When we crossed into Cornwall, I almost felt a wave of stress just disappear. That’s even after the blood pressure inducing trip as described above. It’s our happy place. You will feel that one day soon, Newly Diagnosed Self. A place where we relax and recharge, and although we take the conditions and the diagnosis and all that stuff with us, it is our time when we slow down. A time when we sit back and realise even more how well the twins are doing and how lucky we are that these 3 incredible little boys are ours. How yes, things are tricky but how grateful we are for them. When you slow down and not join in the rat race of real life, it’s easier to notice the tinier but more precious important things.
The children love it there. Let’s face it, it’s not school and it’s not a hospital. What’s not to love?!
They love the weather. This week we were blessed with beautiful sunshine, but even in the wetter weather they love watching the storm across the sea.
They love the ice cream. Those words you are hearing right now, Newly Diagnosed Self, about Reubs never being able to eat?? Yeah, that’s a load of rubbish. That boy downs a cornetto like it’s becoming extinct.
They love the little arcade that’s near the sea. The wonder of the neon lights. (You may wanna start collecting your 2p pieces now as I’d feed my life savings into those machines if it meant I could see the smiles that creates on their gorgeous faces every day).
They love the beach. Zach loves digging (and throwing sand at people, but that’s work in progress). Harry builds Reuben a little seat out of sand in a hole that Zach digs, so he can sit up unsupported a little to play. It’s a brotherly trio of team work. They play imaginary castles and there’s always a pesky dragon who lives in said castle. I want to be the princess in the castle but we never get that far. So outnumbered we are, Newly Diagnosed Self! All these boys!
You see, there is a light at the end of that dark tunnel. All of this will seem so impossible, but it’s not. Anything is possible if you try hard enough.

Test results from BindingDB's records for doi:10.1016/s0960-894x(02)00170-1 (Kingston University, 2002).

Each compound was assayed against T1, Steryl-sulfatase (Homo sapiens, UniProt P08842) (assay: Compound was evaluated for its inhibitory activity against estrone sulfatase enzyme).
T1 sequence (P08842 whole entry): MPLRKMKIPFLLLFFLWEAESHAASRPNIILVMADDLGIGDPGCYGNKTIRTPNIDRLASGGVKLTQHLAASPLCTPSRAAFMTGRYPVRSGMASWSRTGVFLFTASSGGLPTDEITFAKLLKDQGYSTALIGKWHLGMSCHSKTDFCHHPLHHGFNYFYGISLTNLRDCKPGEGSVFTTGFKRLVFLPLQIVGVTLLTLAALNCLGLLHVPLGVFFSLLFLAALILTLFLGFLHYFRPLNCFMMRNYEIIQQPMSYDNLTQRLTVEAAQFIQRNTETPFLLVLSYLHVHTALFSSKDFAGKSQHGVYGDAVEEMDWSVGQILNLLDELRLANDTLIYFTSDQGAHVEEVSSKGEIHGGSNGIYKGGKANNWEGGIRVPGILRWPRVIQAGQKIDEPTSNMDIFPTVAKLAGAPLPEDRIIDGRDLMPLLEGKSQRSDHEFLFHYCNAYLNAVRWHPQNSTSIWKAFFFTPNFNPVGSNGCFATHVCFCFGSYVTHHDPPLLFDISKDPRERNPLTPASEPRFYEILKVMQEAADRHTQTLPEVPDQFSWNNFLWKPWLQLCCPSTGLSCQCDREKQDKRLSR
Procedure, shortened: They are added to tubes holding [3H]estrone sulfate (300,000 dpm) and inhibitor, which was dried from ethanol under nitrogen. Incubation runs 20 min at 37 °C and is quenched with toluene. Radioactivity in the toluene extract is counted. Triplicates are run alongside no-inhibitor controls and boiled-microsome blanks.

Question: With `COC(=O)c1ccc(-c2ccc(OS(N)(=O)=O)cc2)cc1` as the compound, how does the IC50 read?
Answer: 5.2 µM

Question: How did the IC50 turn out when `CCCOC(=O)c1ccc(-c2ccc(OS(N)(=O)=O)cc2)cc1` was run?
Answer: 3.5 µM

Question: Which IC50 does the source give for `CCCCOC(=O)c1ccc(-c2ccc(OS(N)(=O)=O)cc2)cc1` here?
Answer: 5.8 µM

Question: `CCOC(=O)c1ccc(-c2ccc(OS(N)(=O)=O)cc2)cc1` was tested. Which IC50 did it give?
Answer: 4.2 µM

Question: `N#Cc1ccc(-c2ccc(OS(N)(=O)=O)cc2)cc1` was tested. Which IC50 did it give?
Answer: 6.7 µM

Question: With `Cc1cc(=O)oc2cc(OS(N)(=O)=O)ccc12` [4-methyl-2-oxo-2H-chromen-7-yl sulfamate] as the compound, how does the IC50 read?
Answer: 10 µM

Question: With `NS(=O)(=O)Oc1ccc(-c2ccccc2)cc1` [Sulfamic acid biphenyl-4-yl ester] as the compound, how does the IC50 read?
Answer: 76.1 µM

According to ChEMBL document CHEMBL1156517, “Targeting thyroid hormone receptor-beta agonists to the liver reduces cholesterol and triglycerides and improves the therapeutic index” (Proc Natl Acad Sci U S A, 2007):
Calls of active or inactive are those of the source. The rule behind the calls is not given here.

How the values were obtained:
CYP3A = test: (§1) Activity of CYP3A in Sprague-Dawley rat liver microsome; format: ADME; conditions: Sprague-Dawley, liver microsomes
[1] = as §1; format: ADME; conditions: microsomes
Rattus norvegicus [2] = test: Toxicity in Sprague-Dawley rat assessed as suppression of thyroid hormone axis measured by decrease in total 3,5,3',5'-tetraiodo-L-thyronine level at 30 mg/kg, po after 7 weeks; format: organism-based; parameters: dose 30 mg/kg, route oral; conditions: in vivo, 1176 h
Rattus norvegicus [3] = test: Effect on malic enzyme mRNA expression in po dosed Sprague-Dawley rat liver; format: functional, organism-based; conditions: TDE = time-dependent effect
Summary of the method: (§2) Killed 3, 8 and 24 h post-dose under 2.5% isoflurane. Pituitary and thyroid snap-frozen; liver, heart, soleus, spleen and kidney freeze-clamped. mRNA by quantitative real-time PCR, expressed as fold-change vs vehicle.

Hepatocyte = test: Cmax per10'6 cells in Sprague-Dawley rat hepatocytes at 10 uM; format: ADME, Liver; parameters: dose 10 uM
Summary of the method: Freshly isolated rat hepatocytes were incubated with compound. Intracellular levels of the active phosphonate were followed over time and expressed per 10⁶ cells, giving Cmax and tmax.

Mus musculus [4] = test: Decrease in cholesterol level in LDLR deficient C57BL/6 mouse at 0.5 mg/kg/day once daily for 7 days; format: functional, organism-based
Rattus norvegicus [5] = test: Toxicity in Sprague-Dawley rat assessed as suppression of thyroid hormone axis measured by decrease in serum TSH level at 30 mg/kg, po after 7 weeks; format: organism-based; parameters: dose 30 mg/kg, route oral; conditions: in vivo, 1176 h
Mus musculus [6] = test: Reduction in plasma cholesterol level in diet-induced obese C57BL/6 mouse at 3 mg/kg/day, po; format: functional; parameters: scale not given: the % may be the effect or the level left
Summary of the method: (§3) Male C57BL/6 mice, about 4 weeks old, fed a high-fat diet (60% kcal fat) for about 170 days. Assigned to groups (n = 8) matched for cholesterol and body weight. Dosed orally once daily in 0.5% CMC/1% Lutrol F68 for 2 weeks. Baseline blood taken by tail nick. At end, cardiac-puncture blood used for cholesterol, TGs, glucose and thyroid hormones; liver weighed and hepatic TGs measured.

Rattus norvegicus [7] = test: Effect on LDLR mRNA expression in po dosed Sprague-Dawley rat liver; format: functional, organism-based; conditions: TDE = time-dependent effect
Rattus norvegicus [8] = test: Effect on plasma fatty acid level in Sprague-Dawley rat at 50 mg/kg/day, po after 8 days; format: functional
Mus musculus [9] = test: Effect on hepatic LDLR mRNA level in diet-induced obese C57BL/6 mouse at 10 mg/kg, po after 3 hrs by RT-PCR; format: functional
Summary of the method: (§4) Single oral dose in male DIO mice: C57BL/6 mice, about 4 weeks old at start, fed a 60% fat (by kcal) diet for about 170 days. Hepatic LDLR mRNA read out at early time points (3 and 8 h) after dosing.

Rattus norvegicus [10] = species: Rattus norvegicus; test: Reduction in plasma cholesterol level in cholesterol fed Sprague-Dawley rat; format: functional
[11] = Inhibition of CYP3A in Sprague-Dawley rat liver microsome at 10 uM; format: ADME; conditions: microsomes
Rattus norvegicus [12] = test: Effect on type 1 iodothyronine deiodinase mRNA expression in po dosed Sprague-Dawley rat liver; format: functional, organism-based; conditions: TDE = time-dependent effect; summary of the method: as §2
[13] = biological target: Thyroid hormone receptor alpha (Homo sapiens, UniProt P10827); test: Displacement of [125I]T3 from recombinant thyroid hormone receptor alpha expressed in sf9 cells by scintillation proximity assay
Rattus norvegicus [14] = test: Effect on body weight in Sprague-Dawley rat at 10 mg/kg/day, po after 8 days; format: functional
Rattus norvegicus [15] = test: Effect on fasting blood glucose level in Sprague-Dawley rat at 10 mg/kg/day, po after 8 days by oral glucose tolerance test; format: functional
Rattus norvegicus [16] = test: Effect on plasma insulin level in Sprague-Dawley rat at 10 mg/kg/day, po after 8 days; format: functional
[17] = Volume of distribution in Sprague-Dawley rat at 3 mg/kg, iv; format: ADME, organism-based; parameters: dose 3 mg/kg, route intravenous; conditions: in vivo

And we do try hard. We do try hard to make this life as great as it can be. No, holidays aren’t easy. They take a lot of effort. There’s no hoist, no local hospital who know our names and nothing is particularly easily accessible. We have learnt that we have to pull the wheelchair across the sand as the wheelchair gets stuck and tips. We have learnt we need to take a specific tent with us so Reuben can hide away with us a little if things get too much. We very quickly learnt we need to have the eyesight of an eagle with the speed of Bolt in case Zach does a runner. We pack a picnic with special contents so Reuben can enjoy it and join in and not choke. We learnt the medicines take up as much room as the food. Mike, super daddy, has learnt the back pain of holding a 22kg Reuben up for ages so he can feel the tide across his toes. I learnt to try not to let my heartbreak every time Reuben watched the other children running in and out of the waves, asking if he can do that too.
I love the peace. No phones ringing to check you are aware your appointment schedule at the clinic. No emails checking the latest care plan. No letters dropping through the door with the next surgery date.
I love watching their faces experience everything. Such different faces to the ones I see in hospitals or clinics. Faces of awe, not fear or exhaustion.
I love it when they are tucked up in bed after a day at the beach. Little sun kissed faces with hair smelling of sea salt. Sand still between their toes.
Cornwall is good for our soul, Newly Diagnosed Self. A soul which has, and often still is, troubled. It’s been a place and time to reflect on events of the past 6 years and ponder on events that are yet to come. Just like you, Newly Diagnosed Self, I’m about to embark on more procedures and admissions for the twins. It’s a scary thing, and we’ll always have that in common but the main difference between us is that I’ve made my peace with it now.
Many a year I’ve spent so angry at Mother Nature since the twins arrived. Yet, in Cornwall I felt closer to her than ever. On the balcony in the evening, a light breeze across my face, the sound of the grasshoppers in the long grass accompanied by the heavy thud of Herringgull’s webbed feet on the roof. I watched the big red sun set across the vast open sea in only a way I have seen in that part of the world and really realised I wasn’t in charge. The power of Mother Nature decided this destiny for the twins, but in turn, that decided our destiny too. It resonated with me this trip, that that is ok. And once again, Newly Diagnosed Self, I was sent a reminder that you and me are gonna be just fine.